Wednesday, November 22, 2017

Why the absence? A reflection on Home's Book Birthday

I have been absent lately.

I don't mean to be.

But things are shifting in my life. My energies are being redirected in so many ways.

Home is having a book birthday today. A cause for celebration, right? Well, about that...

Sunday, July 23, 2017

Facebook question for the day

An acquaintance on Facebook asked this question today: "Question for the masses... Do YOU let the opinions of others about you affect you?"

Man, oh man. Did I care what people thought of me growing up! I thought I was worthless if I wasn't popular and liked. I know a lot of people like that in this world, and I feel sad for them. But, I realized that the saying, "You will become the sum of the people you surround yourself with" is true. There's no need to punish yourself by hanging out people that don't like you and/or speak badly of you. That's like self-flagellation for no real reason. Of course, when you're in school, you don't really get much of a choice of who you are around, but when you graduate, I swear it gets better, something to look forward to. In the mean time, try to be fair, honest, generous, and kind, but don't forget self-care.

Here's the response I shared on that thread, and I hope it rings true for you.

A few things weigh into that for me.

I grew up believing how much others liked me was equal to how good of a person I was. The older I am and the more confident I've become with age (and therapy to distance myself emotionally from the people who taught me that dangerous lesson, lol), the less stock I put in what other people think of me... in accordance to how close we are and how much I respect them as human beings.

The people I've chosen to surround myself in the last year are fair, honest, and generous, and laugh off rumors, not putting any stock in them. They don't manipulate or control me and who I'm friends with, and I want to be like them. If I'm not like them, why would they want to include me? So yeah, what they think is important to me. I want to reflect their values because I admire them as people.

With people that don't like me? Especially the toxic ones that set out to hurt me? Oh well, I don't have to hang out with them. They're not the only game in town. The more confident I've grown, the more I realize that they are the ones missing out because I love my friends and do my best to care for them and help them (within reasonable boundaries and limits). I think I'm a good friend, but I do have to take care of myself, first. You can't drink if you never fill your own cup. If I never interact with the people who don't like me and have made it clear to me, they can't really hurt me. Out of sight, out of mind.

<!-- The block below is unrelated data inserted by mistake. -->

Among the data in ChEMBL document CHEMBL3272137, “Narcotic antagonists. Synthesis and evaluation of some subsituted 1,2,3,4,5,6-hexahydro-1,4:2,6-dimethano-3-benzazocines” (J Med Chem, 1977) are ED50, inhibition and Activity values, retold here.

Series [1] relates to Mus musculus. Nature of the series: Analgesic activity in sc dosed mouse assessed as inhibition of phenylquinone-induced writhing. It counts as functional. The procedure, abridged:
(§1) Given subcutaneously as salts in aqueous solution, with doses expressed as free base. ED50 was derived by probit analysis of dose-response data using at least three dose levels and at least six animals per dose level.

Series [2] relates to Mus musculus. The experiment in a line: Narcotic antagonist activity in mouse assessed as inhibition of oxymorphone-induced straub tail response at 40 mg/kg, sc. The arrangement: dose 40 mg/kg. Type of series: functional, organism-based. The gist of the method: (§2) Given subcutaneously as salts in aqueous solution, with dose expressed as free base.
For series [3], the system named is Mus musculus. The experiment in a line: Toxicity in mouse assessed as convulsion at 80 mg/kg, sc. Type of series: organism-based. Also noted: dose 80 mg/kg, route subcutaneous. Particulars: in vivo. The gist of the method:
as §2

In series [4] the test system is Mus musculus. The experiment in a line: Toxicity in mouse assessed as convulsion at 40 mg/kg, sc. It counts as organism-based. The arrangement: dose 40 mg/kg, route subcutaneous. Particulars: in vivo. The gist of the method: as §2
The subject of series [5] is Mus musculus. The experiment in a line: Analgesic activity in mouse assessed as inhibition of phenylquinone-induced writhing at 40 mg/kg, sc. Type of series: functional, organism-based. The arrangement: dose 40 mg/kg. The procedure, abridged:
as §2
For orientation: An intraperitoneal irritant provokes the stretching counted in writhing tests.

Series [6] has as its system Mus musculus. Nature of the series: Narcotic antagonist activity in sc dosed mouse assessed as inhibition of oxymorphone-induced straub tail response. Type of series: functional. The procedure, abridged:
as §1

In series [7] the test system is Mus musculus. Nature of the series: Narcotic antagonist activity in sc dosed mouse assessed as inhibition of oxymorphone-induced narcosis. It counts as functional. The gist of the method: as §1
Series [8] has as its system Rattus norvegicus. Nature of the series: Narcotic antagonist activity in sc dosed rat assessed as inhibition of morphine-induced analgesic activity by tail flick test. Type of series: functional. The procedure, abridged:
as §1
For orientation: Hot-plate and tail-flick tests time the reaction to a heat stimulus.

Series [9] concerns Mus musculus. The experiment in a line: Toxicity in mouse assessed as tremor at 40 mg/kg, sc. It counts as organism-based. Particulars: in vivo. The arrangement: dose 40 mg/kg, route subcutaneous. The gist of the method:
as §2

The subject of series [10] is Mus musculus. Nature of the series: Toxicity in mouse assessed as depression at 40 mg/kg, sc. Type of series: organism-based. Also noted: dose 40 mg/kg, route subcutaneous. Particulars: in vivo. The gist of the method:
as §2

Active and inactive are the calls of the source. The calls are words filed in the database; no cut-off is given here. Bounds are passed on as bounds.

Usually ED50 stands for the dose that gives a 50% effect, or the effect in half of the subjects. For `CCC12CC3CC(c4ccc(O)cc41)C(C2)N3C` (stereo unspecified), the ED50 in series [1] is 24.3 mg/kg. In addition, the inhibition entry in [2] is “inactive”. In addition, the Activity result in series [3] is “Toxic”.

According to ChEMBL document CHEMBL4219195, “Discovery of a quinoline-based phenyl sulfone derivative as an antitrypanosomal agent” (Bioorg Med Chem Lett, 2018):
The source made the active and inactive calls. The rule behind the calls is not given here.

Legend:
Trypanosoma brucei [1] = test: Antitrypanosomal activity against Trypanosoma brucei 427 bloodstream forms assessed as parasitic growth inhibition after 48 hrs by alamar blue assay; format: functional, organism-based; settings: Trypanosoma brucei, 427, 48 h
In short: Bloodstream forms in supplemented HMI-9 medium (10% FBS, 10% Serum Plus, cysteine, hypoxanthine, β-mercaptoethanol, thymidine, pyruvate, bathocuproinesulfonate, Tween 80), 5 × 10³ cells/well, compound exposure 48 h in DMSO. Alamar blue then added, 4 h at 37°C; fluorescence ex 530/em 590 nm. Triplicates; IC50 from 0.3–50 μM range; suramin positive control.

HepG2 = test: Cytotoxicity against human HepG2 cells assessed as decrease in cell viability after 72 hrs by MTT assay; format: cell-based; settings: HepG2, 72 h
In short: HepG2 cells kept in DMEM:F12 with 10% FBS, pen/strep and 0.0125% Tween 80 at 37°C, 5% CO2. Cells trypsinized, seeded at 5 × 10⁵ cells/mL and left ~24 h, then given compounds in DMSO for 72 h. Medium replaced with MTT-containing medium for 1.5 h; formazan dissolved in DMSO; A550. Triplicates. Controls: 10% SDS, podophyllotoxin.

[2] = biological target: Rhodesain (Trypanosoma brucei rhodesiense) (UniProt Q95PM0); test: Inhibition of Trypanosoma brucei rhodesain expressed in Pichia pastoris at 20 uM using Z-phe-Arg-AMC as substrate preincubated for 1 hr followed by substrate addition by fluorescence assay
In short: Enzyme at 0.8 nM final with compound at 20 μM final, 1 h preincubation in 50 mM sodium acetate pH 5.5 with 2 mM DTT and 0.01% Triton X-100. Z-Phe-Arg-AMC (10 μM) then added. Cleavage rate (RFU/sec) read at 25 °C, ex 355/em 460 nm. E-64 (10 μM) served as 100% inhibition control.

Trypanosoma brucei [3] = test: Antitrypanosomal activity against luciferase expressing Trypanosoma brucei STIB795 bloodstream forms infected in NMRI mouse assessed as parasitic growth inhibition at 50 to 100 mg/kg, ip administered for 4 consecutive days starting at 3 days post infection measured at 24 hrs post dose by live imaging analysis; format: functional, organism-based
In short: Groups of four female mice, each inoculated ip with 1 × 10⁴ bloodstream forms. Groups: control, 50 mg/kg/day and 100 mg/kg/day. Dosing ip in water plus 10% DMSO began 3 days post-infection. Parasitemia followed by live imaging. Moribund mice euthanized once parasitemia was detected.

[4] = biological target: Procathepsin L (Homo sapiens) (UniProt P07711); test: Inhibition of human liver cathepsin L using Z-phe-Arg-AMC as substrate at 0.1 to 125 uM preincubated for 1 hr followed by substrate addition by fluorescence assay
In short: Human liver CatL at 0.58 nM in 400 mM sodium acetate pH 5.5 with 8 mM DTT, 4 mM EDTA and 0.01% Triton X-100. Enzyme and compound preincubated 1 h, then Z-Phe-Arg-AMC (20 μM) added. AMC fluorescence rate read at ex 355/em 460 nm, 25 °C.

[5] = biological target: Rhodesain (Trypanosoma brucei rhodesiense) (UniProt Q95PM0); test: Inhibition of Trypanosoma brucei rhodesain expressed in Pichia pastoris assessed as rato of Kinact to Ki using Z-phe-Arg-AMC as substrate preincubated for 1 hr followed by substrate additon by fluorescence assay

So, in short, don't stay around people who think poorly of you when they make it clear one way or another. What other people think about you is none of your business anyway. You can't change it, so why bother? Just work to reflect your own values and live your life.

Tuesday, June 13, 2017

Only one thing endures and that is character

To start out with, I'm trying to be more positive. When I wrote this post, it was very negative initially, and I don't want to be negative. I was highly frustrated when I first wrote it and I had to redraft it. I do get angry (and for good reason) but it's not something I want controlling my life. I try to keep in mind that anger is not synonymous with negativity. It has its purpose and it helps positively when you channel it correctly. So, I'm trying that here.
Alright, so if you know me at all, you know that I do act and audition around Nashville for different film and television projects. Most of the time, I'm an extra without lines. I should be so lucky to get that kind of role, but I'm happy with what I can get. On this particular night, I was an extra on a TV show filmed around Nashville that has a lot of music and musician-centered storylines. Ahem, you know which one I'm talking about although I'm not saying it.
I spent most of the night working on my cross stitch and meeting new people in the extras holding area, nibbling on goodies from the Craft Services table. It was fun. But as we were lining up to go into the set, a heavy-set woman behind me said. "they won't cast heavy girls, even if they can sing and act!"
I smiled politely and nodded. "Yeah," I agreed. "I feel ya on that!"
That was a huge mistake. The next thing I knew, she had pretty much cornered me and was talking about her experiences and how hard she had worked, and how much she was owed something in film and music, and blah blah blah. She didn't even ask my name or how I felt or my opinion, which I thought was bad conversation skills. I was just a sounding board. She told me that she had worked really hard at a show business company as an intern, only to get skipped on when it ended, but the thinner people got it. And then she went on to tell me about how she had been an extra on a show for the same production company where she watched the director pick out "apples" and then, when she thought about it, they were thin and young and pretty, and they were put up on the front.
I felt trapped. All she was doing was dwelling on things that happened years ago. We were all hired to play a part, and this woman was being incredibly unprofessional complaining on the job. We're hired to show up and play a role, and that's it.
Honestly, if you get angry and go on and on and on about how you were wronged years ago, let me say, let that shiz go. It scares me to think I could sit there and replay in my head these bad things daily so often that it consumes my every waking thought. I feel bad for people like that. Sure, I've been wronged for things I felt were unfair. Yeah, it bugged me for a while, but I let my other passions consume my mind instead and the hurt waned. And when I thought about it a year later, it didn't make me so angry anymore. I feel so much better about this.